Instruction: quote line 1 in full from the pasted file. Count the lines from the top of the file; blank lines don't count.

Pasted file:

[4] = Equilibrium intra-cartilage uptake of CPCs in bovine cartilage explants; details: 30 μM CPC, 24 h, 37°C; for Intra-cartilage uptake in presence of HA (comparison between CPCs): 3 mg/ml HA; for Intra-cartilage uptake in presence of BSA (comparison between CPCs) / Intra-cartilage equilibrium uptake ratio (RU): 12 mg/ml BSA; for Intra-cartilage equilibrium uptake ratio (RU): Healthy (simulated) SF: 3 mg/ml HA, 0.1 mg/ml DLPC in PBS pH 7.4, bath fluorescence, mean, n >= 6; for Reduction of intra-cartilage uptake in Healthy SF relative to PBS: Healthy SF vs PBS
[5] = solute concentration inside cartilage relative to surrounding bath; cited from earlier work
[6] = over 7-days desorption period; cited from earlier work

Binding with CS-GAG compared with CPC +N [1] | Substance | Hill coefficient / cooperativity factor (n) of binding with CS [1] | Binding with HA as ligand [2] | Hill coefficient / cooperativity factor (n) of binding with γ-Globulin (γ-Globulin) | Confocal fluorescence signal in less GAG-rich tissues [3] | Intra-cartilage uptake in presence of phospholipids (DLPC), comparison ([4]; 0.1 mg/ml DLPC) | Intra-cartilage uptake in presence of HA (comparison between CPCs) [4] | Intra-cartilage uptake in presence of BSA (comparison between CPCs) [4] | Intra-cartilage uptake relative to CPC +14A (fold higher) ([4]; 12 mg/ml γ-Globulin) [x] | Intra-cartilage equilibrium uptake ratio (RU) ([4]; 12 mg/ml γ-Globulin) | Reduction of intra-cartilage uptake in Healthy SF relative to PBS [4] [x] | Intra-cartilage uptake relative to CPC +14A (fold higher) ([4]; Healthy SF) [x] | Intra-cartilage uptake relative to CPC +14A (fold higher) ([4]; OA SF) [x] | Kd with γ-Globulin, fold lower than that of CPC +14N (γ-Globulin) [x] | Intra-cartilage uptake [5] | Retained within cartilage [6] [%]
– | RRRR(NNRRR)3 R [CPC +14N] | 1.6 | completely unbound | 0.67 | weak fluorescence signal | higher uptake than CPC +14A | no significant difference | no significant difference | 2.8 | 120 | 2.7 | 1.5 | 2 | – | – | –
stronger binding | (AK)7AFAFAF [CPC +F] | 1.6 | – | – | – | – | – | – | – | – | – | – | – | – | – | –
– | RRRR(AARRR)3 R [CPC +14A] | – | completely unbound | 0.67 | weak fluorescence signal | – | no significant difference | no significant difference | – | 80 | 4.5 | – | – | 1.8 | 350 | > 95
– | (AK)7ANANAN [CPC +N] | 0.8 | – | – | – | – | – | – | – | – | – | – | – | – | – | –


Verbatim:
[4] = Equilibrium intra-cartilage uptake of CPCs in bovine cartilage explants; details: 30 μM CPC, 24 h, 37°C; for Intra-cartilage uptake in presence of HA (comparison between CPCs): 3 mg/ml HA; for Intra-cartilage uptake in presence of BSA (comparison between CPCs) / Intra-cartilage equilibrium uptake ratio (RU): 12 mg/ml BSA; for Intra-cartilage equilibrium uptake ratio (RU): Healthy (simulated) SF: 3 mg/ml HA, 0.1 mg/ml DLPC in PBS pH 7.4, bath fluorescence, mean, n >= 6; for Reduction of intra-cartilage uptake in Healthy SF relative to PBS: Healthy SF vs PBS